As the COP25 climate conference wraps up with another set of national pledges to reduce carbon emissions, what can individuals do to help? Four Swiss research institutions and energy companies weighed in.This content was published on December 13, 2019 - 16:15
Fly less, stay longer
“The single most important individual contribution of Swiss people to climate change relates to flights. Swiss people are extremely active travellers, thus ‘flying less’ can make a big change in the individual climate footprint,” says Nino Künzli, deputy director of the Swiss Tropical and Public Health Institute, which last week hosted a two-day symposium on the effects of climate change on health.
The importance of reducing air travel is echoed by the CEO of myclimate, a Swiss foundation that promotes emission-reducing climate protection projects. Its online calculator helps people figure out their carbon footprint and suggests how much they could donate in order to compensate.
“Flying is not a human right. It is a luxury that we gave gotten used to in Switzerland and other countries,” says Stephen Neff, pointing out that a round-trip economy flight to New York generates two tons of CO2 – for which myclimate recommends contributing CHF58 ($59).
“If the train is not feasible – say for a family of four to Mallorca – then take the bus or car and ferry,” he says, urging people to re-consider where, how and whether they need to travel. “When flying, extend trips from a few days to a few weeks,” he adds.
Turn down the heat
Generations ago, people wore extra layers not just to stay warm, but to reduce heating costs. Now it’s clear that the issue goes beyond individual budgets.
“Heating accounts for almost 70% of household energy consumption. Of that, about 70% is generated by fossil fuels. This figure must be reduced as quickly and easily as possible,” says Romeo Deplazes of Energie 360°, a Zurich firm providing energy solutions for homes and businesses. For example, he says that his company has helped clients save over 70,000 tons of CO2 this year by increasing their use of biogas (from decomposing organic waste) and cutting their use of natural gas (fossil fuel from deep underground). Other options his company promotes are district heating, heat pumps and wood pellets.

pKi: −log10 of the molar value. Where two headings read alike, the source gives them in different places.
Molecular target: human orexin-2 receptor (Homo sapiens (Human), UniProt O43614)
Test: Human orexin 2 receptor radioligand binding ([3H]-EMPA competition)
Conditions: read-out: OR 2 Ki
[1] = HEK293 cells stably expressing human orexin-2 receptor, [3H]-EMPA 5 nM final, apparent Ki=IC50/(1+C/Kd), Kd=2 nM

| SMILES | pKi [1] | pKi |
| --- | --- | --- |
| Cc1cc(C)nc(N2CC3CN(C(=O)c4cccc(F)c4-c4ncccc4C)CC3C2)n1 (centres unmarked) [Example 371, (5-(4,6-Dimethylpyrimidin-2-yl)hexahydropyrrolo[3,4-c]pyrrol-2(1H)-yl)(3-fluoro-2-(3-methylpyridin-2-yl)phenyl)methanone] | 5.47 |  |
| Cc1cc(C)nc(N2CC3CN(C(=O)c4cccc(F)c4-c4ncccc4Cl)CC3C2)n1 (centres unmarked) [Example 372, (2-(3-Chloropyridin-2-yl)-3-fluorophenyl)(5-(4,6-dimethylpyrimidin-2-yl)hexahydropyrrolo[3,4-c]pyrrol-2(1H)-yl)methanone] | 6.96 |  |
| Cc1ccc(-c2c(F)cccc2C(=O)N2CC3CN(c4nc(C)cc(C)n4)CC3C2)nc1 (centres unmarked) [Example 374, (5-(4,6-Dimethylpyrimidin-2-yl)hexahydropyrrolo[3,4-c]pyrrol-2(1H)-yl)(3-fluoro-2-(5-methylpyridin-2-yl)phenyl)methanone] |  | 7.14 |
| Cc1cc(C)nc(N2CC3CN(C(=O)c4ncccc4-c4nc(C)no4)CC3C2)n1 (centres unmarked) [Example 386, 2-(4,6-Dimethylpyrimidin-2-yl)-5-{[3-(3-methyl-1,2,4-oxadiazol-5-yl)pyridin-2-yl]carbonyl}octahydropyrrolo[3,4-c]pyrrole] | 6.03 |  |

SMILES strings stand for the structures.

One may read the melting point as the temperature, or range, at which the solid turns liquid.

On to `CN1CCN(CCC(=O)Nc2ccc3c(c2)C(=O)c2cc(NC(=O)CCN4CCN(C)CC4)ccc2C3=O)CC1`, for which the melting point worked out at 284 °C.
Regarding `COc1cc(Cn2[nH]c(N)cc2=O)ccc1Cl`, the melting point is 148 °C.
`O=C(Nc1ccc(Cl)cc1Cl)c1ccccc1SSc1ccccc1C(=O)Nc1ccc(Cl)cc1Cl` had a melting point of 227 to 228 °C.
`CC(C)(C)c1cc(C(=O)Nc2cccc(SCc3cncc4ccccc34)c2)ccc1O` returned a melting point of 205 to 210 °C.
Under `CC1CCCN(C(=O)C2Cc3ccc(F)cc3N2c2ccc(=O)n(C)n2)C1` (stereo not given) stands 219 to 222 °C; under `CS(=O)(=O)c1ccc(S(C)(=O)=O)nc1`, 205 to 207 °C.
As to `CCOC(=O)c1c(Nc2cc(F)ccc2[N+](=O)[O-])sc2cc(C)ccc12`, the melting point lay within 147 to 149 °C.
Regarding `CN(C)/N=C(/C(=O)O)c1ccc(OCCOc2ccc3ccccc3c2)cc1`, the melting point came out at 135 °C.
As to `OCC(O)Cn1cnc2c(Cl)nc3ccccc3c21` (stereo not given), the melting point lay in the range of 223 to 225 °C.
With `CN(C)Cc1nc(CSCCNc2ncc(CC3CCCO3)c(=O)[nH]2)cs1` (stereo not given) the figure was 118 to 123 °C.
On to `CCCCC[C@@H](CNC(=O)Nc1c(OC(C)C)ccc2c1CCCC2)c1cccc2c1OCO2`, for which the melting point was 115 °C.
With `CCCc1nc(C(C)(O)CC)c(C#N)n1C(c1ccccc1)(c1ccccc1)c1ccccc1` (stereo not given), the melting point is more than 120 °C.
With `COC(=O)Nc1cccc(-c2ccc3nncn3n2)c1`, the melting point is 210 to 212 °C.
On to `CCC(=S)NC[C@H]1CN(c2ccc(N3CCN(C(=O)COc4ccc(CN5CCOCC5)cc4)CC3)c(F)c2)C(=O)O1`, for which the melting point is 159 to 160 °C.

Granted, only property owners have much control over fuel and heating systems. But everyone – including Switzerland’s many tenants – can turn down the heat.
“When it comes to the temperature of a room, every additional degree increases energy use by 6%,” says Deplazes, who suggests setting the thermostat to about 20°C in the living room, and 17°C in the bedroom. “Corridors or rooms that are only briefly or seldom used – like guest rooms – can comfortably be kept at a lower temperature.”
Offset the rest as a last resort
David Bresch, a weather and climate risk professor at federal technology institute ETH Zurich, repeats the need for people to “reduce energy consumption, switch to renewables and reduce transport emissions”. Individuals can also improve their awareness using the carbon footprint calculators provided by myclimate and WWF.
“We’ll experience very hard conditions even in Switzerland if we don’t do anything. Emissions need to be zero by 2050,” Bresch says. The “we” means everyone – both individuals and the government.
Swiss TPH’s Künzli agrees that it’s not enough to rely on the actions of regular citizens; strong political action and regulations are a must. Still, “from an individual perspective, it makes sense to focus on the ‘lowest hanging fruits’ we can influence”.
Neff of myclimate points out that there is no one solution that will make the problem go away. “Switzerland’s main leverage is in mobility (flying, cars, cruise trips) and in buildings (heating, cooling, etc.),” he says, adding, “As a last resort, offset what you cannot avoid or reduce. It is not the solution but only a stop-gap measure.”